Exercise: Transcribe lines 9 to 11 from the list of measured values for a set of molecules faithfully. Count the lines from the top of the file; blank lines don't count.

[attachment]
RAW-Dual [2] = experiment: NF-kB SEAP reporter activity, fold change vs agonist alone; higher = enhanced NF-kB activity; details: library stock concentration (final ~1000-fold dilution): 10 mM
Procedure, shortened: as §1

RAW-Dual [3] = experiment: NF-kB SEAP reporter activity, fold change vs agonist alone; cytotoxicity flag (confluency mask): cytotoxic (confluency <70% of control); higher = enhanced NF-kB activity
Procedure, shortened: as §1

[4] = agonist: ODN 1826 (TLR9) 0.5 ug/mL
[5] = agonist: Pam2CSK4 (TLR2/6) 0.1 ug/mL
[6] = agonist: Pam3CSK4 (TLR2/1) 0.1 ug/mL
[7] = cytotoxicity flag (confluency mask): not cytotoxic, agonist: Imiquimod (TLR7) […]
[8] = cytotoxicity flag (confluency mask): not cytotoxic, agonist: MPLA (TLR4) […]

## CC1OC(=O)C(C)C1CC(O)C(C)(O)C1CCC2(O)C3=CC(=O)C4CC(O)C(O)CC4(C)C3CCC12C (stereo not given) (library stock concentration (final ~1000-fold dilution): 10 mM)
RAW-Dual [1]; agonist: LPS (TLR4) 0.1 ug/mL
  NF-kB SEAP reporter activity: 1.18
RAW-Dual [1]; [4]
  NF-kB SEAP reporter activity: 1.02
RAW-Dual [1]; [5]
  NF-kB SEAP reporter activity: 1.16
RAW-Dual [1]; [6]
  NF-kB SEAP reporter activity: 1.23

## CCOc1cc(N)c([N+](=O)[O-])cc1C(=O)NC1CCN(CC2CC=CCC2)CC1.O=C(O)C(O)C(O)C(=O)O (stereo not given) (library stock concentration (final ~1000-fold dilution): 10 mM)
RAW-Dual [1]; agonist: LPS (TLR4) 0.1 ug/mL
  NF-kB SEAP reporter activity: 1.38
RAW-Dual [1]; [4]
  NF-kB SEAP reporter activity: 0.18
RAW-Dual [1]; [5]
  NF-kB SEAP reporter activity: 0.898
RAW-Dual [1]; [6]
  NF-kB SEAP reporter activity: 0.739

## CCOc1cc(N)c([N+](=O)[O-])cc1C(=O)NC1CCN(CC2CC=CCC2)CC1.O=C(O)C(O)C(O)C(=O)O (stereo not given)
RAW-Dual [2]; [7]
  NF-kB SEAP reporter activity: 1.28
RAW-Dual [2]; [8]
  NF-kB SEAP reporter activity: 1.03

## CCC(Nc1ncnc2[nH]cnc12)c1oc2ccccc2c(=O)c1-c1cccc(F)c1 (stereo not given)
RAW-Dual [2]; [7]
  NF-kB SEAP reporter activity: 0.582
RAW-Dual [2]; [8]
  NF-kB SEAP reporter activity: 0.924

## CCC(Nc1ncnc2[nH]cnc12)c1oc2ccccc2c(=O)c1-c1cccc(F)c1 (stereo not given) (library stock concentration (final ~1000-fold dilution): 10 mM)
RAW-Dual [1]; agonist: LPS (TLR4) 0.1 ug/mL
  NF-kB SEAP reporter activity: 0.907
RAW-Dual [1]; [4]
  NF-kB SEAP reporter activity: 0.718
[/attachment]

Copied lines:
[8] = cytotoxicity flag (confluency mask): not cytotoxic, agonist: MPLA (TLR4) […]

## CC1OC(=O)C(C)C1CC(O)C(C)(O)C1CCC2(O)C3=CC(=O)C4CC(O)C(O)CC4(C)C3CCC12C (stereo not given) (library stock concentration (final ~1000-fold dilution): 10 mM)
RAW-Dual [1]; agonist: LPS (TLR4) 0.1 ug/mL